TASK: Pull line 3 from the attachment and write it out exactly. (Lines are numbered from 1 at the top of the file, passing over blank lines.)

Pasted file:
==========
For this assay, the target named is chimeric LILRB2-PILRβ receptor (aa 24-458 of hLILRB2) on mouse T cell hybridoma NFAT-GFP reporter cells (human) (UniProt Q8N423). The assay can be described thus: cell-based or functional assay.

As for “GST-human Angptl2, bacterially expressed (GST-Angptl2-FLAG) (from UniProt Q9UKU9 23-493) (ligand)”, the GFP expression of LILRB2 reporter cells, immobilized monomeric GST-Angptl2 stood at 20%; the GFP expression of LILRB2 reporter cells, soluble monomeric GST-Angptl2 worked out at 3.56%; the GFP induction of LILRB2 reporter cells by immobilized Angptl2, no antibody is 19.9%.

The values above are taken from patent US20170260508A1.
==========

The values above are taken from patent US20170260508A1.